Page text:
• Vary sentence patterns for meaning, interest, and style when writing; avoid passive construction
  • Maintain consistency in style and tone when writing
  • Know the difference between formal and informal English and when to use each


    Science-Biology (Life Science)

    The Next Generation Science and Engineering Standards describe scientific practices that scientists use as they investigate the natural world and engineering practices that engineers use as they design and build models and systems. In addition, they present seven crosscutting concepts that apply across all the topics and fields of science. The teaching of science topics and the corresponding standards at all grade levels K-12 are intricately interwoven with these practices and crosscutting concepts. Students need consistent experience and connection with these two dimensions of science education (practices and cross-cutting concepts) as they work with the third dimension (core science content topics).

    Science and Engineering Practices

    1. Asking questions (science) and defining problems (engineering)
    2. Developing and using models
    3. Designing and carrying out investigations
    4. Organizing and interpreting data
    5. Using mathematics and computational thinking
    6. Constructing explanations (science) and designing solutions (engineering)
    7. Engaging in argument from evidence
    8. Obtaining, evaluating, and communicating information

    Crosscutting Concepts

    1. Patterns
    2. Cause and effect
    3. Scale, proportion, and quantity
    4. Systems and system models
    5. Energy and matter: Flows, cycles, and conservation
    6. Structure and function
    7. Stability and change


  • Origins of life
  • Growth and development of organisms
  • Ecological relationships
  • Cycles of matter and energy flow in organisms and systems
  • Plant structures and functions
  • Plant processes (photosynthesis, respiration, and transpiration)
  • Plant behaviors
  • Animal structures and functions
  • Animal behaviors, including social and group behavior
  • Cell structure and function
  • One-cell and multicellular organisms
  • Cell physiology
  • Cell chemistry
  • Diffusion and osmosis
  • Mitosis
  • Interdependent relationships in ecosystems
  • Ecosystem dynamics, functioning, and resilience
  • Cycles of matter and energy transfer in organisms in ecosystems
  • Solar energy in ecosystems
  • Human interactions with the environment
  • Biodiversity and humans
  • Environmental problems and solutions
  • Human body structure, function, and systems
  • Homeostasis and feedback systems
  • Immune responses
  • Human reproduction and development
  • Genetics
  • Natural selection and adaptation
  • Biotechnology and bioethics
  • NOTE: In this class, students participate in over nine hands-on dissections executed in the Science Lab. (e.g. eye, lung, heart, owl pellet, worm, frog etc.)

Social Science – World History, Medieval, and Early Modern Times 

There are ten themes of social studies that serve as a background framework for the teaching of the social sciences at all grade levels. They weave through all content and are interrelated with one another. These themes should be developed and built upon throughout the grades.

Ten Themes of Social Studies

1. Culture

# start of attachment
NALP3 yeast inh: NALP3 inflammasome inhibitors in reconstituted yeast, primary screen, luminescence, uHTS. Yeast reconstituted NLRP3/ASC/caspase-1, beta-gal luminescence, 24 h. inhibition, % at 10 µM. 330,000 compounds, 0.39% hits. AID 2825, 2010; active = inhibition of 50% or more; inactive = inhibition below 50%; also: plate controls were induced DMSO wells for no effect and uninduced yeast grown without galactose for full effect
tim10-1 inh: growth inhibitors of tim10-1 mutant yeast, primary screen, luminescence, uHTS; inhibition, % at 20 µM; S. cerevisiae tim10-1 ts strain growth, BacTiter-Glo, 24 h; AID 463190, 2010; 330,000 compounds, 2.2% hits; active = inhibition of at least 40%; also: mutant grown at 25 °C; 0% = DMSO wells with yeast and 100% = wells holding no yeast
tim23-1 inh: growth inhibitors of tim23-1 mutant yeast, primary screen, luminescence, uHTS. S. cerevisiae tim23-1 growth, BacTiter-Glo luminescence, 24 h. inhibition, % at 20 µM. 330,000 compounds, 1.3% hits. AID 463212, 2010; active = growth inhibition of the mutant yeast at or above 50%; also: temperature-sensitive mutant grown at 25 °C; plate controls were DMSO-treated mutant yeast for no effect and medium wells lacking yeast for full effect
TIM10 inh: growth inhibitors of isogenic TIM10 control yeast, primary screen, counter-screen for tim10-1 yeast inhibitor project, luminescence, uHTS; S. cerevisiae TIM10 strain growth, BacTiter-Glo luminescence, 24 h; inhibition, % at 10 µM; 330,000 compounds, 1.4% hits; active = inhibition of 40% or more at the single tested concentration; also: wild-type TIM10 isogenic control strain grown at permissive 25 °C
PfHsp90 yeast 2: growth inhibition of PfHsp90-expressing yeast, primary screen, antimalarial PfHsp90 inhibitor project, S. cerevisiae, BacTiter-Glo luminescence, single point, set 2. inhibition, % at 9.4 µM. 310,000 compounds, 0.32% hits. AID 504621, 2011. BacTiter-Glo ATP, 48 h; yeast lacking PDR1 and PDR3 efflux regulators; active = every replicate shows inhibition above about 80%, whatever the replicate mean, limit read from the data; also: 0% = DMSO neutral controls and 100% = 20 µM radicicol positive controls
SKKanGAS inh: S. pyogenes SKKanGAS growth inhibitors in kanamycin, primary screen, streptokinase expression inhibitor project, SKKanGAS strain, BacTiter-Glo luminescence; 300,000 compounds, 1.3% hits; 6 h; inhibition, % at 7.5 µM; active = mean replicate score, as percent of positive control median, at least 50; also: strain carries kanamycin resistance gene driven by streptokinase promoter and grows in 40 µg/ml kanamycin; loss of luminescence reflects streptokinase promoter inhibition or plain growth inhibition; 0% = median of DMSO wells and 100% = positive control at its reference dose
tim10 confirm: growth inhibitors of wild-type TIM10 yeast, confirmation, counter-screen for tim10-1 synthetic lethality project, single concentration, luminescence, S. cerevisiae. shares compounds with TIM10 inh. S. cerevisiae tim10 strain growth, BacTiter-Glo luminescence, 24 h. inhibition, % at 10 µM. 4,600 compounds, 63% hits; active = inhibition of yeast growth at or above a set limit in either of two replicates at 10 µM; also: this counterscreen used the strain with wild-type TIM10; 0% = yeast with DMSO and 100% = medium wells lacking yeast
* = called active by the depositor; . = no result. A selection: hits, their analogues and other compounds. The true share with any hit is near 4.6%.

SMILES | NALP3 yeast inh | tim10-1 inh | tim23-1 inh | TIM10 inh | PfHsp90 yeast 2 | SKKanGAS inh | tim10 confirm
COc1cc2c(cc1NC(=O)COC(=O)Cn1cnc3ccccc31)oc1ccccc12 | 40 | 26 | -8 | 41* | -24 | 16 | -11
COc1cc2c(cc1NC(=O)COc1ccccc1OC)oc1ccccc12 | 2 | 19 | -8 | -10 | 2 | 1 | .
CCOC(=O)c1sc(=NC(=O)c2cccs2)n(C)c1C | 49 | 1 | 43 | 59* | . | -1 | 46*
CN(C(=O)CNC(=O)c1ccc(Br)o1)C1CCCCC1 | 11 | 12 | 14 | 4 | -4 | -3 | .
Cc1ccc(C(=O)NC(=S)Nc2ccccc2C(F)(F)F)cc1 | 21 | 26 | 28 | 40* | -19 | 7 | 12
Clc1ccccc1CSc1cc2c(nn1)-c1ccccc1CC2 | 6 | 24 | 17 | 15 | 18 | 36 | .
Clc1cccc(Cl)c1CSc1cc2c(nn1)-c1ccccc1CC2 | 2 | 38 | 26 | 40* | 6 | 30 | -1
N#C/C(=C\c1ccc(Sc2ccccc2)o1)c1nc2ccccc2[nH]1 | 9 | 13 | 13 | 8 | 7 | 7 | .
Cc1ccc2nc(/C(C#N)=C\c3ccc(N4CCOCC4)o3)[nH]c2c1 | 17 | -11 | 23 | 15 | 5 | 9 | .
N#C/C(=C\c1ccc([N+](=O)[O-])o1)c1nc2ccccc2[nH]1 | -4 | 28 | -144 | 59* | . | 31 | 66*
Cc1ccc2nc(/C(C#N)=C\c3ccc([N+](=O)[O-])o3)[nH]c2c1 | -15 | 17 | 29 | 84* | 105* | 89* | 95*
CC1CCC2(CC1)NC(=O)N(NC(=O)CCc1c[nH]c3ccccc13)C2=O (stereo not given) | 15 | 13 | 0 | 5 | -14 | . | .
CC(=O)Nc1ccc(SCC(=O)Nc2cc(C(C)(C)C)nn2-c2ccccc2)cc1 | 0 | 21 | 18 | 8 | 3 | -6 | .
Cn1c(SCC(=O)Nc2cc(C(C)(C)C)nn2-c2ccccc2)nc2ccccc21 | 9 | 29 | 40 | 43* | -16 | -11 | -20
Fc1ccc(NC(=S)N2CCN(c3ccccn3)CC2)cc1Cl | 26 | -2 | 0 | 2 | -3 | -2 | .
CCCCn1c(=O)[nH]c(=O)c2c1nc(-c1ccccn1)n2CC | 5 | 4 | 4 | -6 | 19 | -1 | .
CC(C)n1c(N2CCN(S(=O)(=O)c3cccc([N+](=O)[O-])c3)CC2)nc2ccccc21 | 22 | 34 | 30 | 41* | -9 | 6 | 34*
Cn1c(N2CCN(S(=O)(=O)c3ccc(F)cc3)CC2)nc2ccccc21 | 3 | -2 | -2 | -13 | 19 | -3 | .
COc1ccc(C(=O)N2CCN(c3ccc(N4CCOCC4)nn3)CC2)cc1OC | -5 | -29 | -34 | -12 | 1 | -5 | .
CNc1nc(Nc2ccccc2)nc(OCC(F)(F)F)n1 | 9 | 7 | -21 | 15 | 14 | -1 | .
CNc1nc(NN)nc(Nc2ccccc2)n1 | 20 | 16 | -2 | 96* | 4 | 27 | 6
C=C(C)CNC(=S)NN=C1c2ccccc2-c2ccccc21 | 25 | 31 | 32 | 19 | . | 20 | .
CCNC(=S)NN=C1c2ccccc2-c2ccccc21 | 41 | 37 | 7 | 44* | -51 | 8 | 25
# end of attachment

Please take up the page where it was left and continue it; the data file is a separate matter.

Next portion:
2. Time, continuity, and change
3. People, places, and environments
4. Individual development and identity
5. Individuals, groups, and institutions
6. Power, authority, and governance
7. Production, distribution, and consumption
8. Science, technology, and society
9. Global connections
10. Civic ideals and practices

There are social studies practices and habits and literacy skills that should be fostered and integrated with all social studies content.

Gathering, interpreting, and using evidence from various sources
2. Applying critical thinking skills to organize, use, and evaluate information
3. Problem solving and decision making processes
4. Chronological reasoning and understanding of causation
5. Comparing and understanding events and relationships in context
6. Comparing different ways of looking at an event or problem
7. Considering how people might be affected by events, changes, settings, or problems
8. Communicating knowledge, research conclusions, and ideas in written, oral, and visual forms
9. Geographic reasoning and use of geographic tools
10. Describing and explaining economics and economic systems
11. Civic understanding and participation

World History, Medieval, and Early Modern Times

  • Disintegration of the Roman Empire
  • Byzantine Empire
  • Islamic civilizations and trade
  • African states in sub-Saharan Africa
  • Medieval Chinese and Japanese civilizations
  • Feudal system
  • Growth and spread of Christianity
  • Growth of civilizations in sub-Saharan Africa
  • Causes, course, and effects of religious crusades
  • Spread of bubonic plague
  • Ottoman Empire
  • European voyages to and conquests in the Americas
  • Rise of the Atlantic slave trade
  • Origins, features, and spread of the Renaissance
  • Growth of new ways of spreading information
  • Reformation and Counterreformation
  • Age of Discovery
  • Ideas of the Enlightenment
  • French Revolution
  • Other Revolutions in Europe and the Americas (1775-1848)
  • Rise of Imperialism
  • Industrial Revolution
  • Scientific Revolution
  • Rise of democratic thought and institutions
  • Physical geography of regions and countries during the medieval period
  • Geographic influences on major events in this span of history

Additional Information